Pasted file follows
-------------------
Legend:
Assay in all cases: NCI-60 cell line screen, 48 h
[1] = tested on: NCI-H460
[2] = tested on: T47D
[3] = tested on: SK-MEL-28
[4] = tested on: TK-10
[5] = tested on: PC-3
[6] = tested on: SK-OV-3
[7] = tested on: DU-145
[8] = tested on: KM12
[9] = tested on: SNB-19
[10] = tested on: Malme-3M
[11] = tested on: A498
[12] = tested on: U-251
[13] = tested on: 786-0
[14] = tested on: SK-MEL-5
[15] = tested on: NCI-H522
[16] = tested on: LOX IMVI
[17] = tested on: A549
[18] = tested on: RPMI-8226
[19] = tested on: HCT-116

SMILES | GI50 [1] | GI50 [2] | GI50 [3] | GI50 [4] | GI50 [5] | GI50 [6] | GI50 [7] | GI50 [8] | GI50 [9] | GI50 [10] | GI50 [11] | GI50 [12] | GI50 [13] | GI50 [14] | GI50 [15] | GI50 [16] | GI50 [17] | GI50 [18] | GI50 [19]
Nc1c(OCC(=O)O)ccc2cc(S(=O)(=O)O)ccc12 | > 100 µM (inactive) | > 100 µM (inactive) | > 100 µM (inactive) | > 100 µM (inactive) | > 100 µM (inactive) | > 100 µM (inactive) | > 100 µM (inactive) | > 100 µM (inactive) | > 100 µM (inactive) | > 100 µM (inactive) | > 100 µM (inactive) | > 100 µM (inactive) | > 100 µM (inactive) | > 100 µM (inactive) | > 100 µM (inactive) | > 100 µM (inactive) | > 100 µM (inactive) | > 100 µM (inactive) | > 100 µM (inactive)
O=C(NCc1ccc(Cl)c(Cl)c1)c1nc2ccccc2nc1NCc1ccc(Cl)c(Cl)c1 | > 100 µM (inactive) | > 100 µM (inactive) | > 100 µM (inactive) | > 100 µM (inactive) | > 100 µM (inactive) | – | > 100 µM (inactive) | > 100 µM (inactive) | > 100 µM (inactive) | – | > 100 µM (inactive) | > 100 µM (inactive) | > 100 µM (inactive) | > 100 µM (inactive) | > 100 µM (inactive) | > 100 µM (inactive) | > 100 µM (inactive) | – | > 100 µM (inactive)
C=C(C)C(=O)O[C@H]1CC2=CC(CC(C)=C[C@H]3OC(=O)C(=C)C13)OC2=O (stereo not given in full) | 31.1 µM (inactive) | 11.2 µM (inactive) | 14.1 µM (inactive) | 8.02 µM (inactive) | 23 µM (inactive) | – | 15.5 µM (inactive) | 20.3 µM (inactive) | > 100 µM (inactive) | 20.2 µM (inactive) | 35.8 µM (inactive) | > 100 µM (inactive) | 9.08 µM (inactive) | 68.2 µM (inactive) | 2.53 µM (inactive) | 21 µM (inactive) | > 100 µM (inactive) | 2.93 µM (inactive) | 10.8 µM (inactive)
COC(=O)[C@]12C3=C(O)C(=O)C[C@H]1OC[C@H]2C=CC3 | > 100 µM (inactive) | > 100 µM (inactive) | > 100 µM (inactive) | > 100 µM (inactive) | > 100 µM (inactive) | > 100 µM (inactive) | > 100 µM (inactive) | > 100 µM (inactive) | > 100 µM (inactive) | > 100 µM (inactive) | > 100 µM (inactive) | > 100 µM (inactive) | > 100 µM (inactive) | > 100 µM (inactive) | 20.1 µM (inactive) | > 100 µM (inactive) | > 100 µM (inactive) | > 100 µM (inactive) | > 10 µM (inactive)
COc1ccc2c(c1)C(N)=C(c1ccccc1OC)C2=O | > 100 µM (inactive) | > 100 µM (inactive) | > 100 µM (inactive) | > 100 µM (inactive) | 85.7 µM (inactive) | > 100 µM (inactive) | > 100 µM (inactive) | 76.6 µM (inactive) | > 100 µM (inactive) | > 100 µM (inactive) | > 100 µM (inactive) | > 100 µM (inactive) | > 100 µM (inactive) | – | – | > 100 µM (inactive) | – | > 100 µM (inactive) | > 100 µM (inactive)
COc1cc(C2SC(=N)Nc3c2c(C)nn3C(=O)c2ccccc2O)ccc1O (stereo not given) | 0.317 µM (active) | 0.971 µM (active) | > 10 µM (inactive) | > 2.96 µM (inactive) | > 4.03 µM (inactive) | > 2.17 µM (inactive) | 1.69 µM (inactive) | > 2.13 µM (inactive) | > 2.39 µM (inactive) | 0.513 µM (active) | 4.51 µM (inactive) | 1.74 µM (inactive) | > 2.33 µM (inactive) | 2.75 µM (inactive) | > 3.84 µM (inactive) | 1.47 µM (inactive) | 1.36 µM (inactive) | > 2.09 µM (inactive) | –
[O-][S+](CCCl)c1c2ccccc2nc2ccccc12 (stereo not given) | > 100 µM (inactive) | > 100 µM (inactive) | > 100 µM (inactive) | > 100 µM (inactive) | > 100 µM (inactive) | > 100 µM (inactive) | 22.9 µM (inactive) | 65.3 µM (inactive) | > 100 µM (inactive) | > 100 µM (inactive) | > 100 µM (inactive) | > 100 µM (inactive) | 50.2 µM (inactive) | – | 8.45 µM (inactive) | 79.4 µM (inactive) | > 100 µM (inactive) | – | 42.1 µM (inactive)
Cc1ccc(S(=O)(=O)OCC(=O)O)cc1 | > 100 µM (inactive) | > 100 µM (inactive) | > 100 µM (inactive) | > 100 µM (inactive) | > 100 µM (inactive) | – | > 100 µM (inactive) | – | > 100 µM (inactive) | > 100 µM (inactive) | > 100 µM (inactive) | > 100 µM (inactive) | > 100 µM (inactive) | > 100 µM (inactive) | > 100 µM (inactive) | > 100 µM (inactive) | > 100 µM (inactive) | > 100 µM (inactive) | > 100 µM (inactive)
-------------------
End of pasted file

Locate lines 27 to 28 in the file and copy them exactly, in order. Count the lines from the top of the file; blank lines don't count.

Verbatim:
COc1ccc2c(c1)C(N)=C(c1ccccc1OC)C2=O | > 100 µM (inactive) | > 100 µM (inactive) | > 100 µM (inactive) | > 100 µM (inactive) | 85.7 µM (inactive) | > 100 µM (inactive) | > 100 µM (inactive) | 76.6 µM (inactive) | > 100 µM (inactive) | > 100 µM (inactive) | > 100 µM (inactive) | > 100 µM (inactive) | > 100 µM (inactive) | – | – | > 100 µM (inactive) | – | > 100 µM (inactive) | > 100 µM (inactive)
COc1cc(C2SC(=N)Nc3c2c(C)nn3C(=O)c2ccccc2O)ccc1O (stereo not given) | 0.317 µM (active) | 0.971 µM (active) | > 10 µM (inactive) | > 2.96 µM (inactive) | > 4.03 µM (inactive) | > 2.17 µM (inactive) | 1.69 µM (inactive) | > 2.13 µM (inactive) | > 2.39 µM (inactive) | 0.513 µM (active) | 4.51 µM (inactive) | 1.74 µM (inactive) | > 2.33 µM (inactive) | 2.75 µM (inactive) | > 3.84 µM (inactive) | 1.47 µM (inactive) | 1.36 µM (inactive) | > 2.09 µM (inactive) | –